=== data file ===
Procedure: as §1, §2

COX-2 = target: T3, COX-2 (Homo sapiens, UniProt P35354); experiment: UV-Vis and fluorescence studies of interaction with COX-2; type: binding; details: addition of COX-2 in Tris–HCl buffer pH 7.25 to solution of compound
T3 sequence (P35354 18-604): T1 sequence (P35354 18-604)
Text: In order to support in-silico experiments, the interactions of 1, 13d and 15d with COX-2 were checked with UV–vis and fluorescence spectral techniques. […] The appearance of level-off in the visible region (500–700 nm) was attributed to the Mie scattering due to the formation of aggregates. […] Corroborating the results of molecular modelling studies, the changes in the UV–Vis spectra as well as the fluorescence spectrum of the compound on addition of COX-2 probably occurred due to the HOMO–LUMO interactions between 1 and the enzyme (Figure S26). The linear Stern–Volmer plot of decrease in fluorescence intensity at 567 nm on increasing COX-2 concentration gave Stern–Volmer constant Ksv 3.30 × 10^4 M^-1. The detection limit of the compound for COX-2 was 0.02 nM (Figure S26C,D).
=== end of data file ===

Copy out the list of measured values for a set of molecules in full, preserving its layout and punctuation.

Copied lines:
Procedure: as §1, §2

COX-2 = target: T3, COX-2 (Homo sapiens, UniProt P35354); experiment: UV-Vis and fluorescence studies of interaction with COX-2; type: binding; details: addition of COX-2 in Tris–HCl buffer pH 7.25 to solution of compound
T3 sequence (P35354 18-604): T1 sequence (P35354 18-604)
Text: In order to support in-silico experiments, the interactions of 1, 13d and 15d with COX-2 were checked with UV–vis and fluorescence spectral techniques. […] The appearance of level-off in the visible region (500–700 nm) was attributed to the Mie scattering due to the formation of aggregates. […] Corroborating the results of molecular modelling studies, the changes in the UV–Vis spectra as well as the fluorescence spectrum of the compound on addition of COX-2 probably occurred due to the HOMO–LUMO interactions between 1 and the enzyme (Figure S26). The linear Stern–Volmer plot of decrease in fluorescence intensity at 567 nm on increasing COX-2 concentration gave Stern–Volmer constant Ksv 3.30 × 10^4 M^-1. The detection limit of the compound for COX-2 was 0.02 nM (Figure S26C,D).